MasSpec Pen Accurately Detects Cancer Cells During Surgery in Seconds

MasSpec Pen Accurately Detects Cancer Cells During Surgery in Seconds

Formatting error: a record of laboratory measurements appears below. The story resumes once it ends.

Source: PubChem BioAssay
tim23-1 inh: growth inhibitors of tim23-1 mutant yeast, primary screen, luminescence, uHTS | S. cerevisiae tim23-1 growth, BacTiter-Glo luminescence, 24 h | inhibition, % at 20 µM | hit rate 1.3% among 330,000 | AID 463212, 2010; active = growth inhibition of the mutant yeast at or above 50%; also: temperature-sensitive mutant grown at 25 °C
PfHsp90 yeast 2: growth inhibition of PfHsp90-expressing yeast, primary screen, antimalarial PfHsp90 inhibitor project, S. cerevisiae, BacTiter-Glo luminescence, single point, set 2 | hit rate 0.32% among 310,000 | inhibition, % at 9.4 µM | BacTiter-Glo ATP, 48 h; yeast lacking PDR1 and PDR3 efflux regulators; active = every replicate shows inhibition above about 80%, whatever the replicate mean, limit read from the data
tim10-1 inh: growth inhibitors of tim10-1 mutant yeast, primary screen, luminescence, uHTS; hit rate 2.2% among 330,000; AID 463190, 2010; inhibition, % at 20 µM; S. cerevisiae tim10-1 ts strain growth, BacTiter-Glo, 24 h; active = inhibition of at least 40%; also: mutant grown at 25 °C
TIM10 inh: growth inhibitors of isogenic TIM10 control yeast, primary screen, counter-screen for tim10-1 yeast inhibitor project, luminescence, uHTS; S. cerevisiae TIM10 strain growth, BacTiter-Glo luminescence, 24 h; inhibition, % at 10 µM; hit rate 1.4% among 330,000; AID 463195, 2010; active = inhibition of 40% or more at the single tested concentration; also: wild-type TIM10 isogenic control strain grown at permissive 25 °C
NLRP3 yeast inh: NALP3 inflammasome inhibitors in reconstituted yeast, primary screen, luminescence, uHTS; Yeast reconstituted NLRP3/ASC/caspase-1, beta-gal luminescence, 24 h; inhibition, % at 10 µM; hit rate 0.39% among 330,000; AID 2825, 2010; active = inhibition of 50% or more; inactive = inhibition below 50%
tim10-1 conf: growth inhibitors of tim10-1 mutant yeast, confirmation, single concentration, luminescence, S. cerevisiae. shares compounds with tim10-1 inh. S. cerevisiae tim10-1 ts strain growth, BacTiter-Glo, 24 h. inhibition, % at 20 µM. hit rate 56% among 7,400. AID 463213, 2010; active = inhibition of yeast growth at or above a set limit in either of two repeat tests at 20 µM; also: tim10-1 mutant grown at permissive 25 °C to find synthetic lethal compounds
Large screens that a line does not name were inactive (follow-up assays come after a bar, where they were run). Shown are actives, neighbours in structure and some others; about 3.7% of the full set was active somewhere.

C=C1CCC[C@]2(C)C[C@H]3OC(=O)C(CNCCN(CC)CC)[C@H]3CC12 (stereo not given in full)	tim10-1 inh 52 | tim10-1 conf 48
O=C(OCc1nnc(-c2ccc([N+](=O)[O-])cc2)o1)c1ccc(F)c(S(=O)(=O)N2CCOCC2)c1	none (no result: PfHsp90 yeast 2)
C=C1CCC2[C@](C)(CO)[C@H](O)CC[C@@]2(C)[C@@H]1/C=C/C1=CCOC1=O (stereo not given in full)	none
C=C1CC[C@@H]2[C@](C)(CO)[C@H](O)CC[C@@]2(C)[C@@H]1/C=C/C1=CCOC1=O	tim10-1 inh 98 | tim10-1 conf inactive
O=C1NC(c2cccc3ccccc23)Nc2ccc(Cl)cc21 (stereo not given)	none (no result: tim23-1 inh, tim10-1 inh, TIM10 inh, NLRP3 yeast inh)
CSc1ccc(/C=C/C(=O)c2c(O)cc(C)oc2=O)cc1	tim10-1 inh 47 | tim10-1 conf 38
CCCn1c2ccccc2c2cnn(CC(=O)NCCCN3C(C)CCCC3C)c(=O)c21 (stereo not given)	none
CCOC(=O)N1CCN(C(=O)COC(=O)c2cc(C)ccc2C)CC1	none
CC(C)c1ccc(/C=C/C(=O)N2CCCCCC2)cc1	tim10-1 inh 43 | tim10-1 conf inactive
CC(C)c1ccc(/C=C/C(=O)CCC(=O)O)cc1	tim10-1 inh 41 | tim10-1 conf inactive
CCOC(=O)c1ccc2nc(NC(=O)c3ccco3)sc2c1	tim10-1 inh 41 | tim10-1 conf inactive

Researchers at the University of Texas at Austin developed an automated handheld device that accurately identifies cancerous tissue in as little as 10 seconds. The device, called MasSpec Pen, is designed to guide doctors during surgery by telling them which tissues to remove. That could improve the excision of cancer and reduce the chances of recurrence. This new tool's effectiveness was reported in the study, “Nondestructive tissue analysis for ex vivo and in vivo cancer diagnosis using a handheld mass spectrometry system,” published in Science Translational Medicine. “If you talk to cancer patients after surgery, one of the first things many will say is, ‘I hope the surgeon got all the cancer out,'” Livia Schiavinato Eberlin, assistant professor of chemistry at UT Austin and lead author of the study, said in a university news release. “It’s just heartbreaking when that’s not the case. But our technology could vastly improve the odds that surgeons really do remove every last trace of cancer during surgery.” Currently, cancer diagnosis relies on tissue analysis and identification of cancer biomarkers, measures that are laborious and time-consuming, and at times, inaccurate. During surgery, it may take longer than 30 minutes for a pathologist to prepare and analyze a sample for signs of cancer. This can have major implications because a patient is at risk of infection and anesthesia must be prolonge
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